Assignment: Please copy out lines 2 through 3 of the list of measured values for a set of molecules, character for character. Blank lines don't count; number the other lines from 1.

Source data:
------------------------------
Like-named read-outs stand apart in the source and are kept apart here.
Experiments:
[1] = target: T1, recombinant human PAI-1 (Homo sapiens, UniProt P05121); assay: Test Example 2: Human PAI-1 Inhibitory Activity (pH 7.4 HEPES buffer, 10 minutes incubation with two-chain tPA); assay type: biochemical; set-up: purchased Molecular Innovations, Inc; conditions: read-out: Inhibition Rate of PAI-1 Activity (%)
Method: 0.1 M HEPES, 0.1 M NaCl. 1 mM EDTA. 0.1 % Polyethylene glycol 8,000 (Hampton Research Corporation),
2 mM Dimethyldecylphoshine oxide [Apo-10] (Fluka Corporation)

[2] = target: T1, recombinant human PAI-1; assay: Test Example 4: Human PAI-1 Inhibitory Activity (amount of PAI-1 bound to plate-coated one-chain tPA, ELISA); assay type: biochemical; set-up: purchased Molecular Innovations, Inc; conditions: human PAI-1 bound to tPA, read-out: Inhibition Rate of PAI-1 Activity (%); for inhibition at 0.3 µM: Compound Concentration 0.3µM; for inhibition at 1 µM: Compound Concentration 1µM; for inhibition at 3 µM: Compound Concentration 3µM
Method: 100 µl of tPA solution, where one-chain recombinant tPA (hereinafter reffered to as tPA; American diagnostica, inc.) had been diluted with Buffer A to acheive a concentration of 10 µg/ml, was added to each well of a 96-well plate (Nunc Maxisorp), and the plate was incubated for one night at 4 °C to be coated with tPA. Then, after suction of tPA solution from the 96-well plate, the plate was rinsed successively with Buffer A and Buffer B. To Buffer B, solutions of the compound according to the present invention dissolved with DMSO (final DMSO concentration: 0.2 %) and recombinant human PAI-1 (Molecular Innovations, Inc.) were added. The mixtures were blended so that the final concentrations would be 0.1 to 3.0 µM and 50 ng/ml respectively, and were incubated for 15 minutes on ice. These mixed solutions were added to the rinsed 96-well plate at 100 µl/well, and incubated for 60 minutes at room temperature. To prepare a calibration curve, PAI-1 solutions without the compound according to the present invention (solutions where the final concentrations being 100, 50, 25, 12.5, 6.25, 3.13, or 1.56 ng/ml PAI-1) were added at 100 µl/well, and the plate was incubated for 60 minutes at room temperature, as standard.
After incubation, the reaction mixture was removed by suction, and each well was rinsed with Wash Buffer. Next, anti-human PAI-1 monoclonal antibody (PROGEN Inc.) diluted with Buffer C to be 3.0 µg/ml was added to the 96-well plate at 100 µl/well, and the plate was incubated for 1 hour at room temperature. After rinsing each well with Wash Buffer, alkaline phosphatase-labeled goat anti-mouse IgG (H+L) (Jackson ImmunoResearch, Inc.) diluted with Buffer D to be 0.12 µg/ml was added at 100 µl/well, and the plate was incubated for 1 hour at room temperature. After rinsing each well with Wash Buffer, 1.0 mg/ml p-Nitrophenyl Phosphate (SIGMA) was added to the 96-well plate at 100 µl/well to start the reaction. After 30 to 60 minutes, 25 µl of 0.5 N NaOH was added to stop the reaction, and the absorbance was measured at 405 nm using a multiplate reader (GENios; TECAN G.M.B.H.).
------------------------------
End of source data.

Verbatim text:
Experiments:
[1] = target: T1, recombinant human PAI-1 (Homo sapiens, UniProt P05121); assay: Test Example 2: Human PAI-1 Inhibitory Activity (pH 7.4 HEPES buffer, 10 minutes incubation with two-chain tPA); assay type: biochemical; set-up: purchased Molecular Innovations, Inc; conditions: read-out: Inhibition Rate of PAI-1 Activity (%)